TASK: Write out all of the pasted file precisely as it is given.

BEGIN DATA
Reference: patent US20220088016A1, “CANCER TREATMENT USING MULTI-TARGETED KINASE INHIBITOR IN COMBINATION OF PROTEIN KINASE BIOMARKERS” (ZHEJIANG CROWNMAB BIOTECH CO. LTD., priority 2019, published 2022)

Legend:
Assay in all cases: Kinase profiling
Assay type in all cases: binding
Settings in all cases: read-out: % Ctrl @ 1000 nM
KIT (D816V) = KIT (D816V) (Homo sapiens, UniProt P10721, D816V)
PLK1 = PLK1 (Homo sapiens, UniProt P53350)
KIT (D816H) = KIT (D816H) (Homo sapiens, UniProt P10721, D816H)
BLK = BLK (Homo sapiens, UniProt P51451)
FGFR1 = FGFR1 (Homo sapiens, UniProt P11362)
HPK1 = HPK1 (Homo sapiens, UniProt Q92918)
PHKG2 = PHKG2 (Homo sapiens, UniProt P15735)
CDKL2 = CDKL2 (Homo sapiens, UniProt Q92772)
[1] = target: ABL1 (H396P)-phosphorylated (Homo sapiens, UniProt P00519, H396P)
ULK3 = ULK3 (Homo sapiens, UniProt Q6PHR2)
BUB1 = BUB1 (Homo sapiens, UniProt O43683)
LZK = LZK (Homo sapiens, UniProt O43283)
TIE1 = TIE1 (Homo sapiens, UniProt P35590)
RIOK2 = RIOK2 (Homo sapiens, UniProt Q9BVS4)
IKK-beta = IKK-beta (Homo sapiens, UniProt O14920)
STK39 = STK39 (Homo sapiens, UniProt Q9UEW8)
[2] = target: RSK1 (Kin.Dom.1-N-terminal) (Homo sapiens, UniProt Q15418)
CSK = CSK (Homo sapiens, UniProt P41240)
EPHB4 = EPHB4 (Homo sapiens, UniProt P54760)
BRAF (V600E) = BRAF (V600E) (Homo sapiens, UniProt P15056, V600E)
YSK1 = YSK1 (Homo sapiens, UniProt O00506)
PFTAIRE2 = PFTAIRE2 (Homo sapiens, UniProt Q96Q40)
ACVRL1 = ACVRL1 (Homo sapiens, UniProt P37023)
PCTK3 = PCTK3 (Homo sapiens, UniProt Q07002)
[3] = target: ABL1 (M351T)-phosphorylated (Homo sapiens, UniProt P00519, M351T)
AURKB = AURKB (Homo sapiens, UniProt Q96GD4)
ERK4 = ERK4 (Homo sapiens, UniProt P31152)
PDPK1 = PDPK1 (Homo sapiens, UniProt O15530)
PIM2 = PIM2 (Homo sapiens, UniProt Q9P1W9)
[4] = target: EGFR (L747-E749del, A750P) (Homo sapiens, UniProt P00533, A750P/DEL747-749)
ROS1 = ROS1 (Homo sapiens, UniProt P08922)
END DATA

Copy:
Reference: patent US20220088016A1, “CANCER TREATMENT USING MULTI-TARGETED KINASE INHIBITOR IN COMBINATION OF PROTEIN KINASE BIOMARKERS” (ZHEJIANG CROWNMAB BIOTECH CO. LTD., priority 2019, published 2022)

Legend:
Assay in all cases: Kinase profiling
Assay type in all cases: binding
Settings in all cases: read-out: % Ctrl @ 1000 nM
KIT (D816V) = KIT (D816V) (Homo sapiens, UniProt P10721, D816V)
PLK1 = PLK1 (Homo sapiens, UniProt P53350)
KIT (D816H) = KIT (D816H) (Homo sapiens, UniProt P10721, D816H)
BLK = BLK (Homo sapiens, UniProt P51451)
FGFR1 = FGFR1 (Homo sapiens, UniProt P11362)
HPK1 = HPK1 (Homo sapiens, UniProt Q92918)
PHKG2 = PHKG2 (Homo sapiens, UniProt P15735)
CDKL2 = CDKL2 (Homo sapiens, UniProt Q92772)
[1] = target: ABL1 (H396P)-phosphorylated (Homo sapiens, UniProt P00519, H396P)
ULK3 = ULK3 (Homo sapiens, UniProt Q6PHR2)
BUB1 = BUB1 (Homo sapiens, UniProt O43683)
LZK = LZK (Homo sapiens, UniProt O43283)
TIE1 = TIE1 (Homo sapiens, UniProt P35590)
RIOK2 = RIOK2 (Homo sapiens, UniProt Q9BVS4)
IKK-beta = IKK-beta (Homo sapiens, UniProt O14920)
STK39 = STK39 (Homo sapiens, UniProt Q9UEW8)
[2] = target: RSK1 (Kin.Dom.1-N-terminal) (Homo sapiens, UniProt Q15418)
CSK = CSK (Homo sapiens, UniProt P41240)
EPHB4 = EPHB4 (Homo sapiens, UniProt P54760)
BRAF (V600E) = BRAF (V600E) (Homo sapiens, UniProt P15056, V600E)
YSK1 = YSK1 (Homo sapiens, UniProt O00506)
PFTAIRE2 = PFTAIRE2 (Homo sapiens, UniProt Q96Q40)
ACVRL1 = ACVRL1 (Homo sapiens, UniProt P37023)
PCTK3 = PCTK3 (Homo sapiens, UniProt Q07002)
[3] = target: ABL1 (M351T)-phosphorylated (Homo sapiens, UniProt P00519, M351T)
AURKB = AURKB (Homo sapiens, UniProt Q96GD4)
ERK4 = ERK4 (Homo sapiens, UniProt P31152)
PDPK1 = PDPK1 (Homo sapiens, UniProt O15530)
PIM2 = PIM2 (Homo sapiens, UniProt Q9P1W9)
[4] = target: EGFR (L747-E749del, A750P) (Homo sapiens, UniProt P00533, A750P/DEL747-749)
ROS1 = ROS1 (Homo sapiens, UniProt P08922)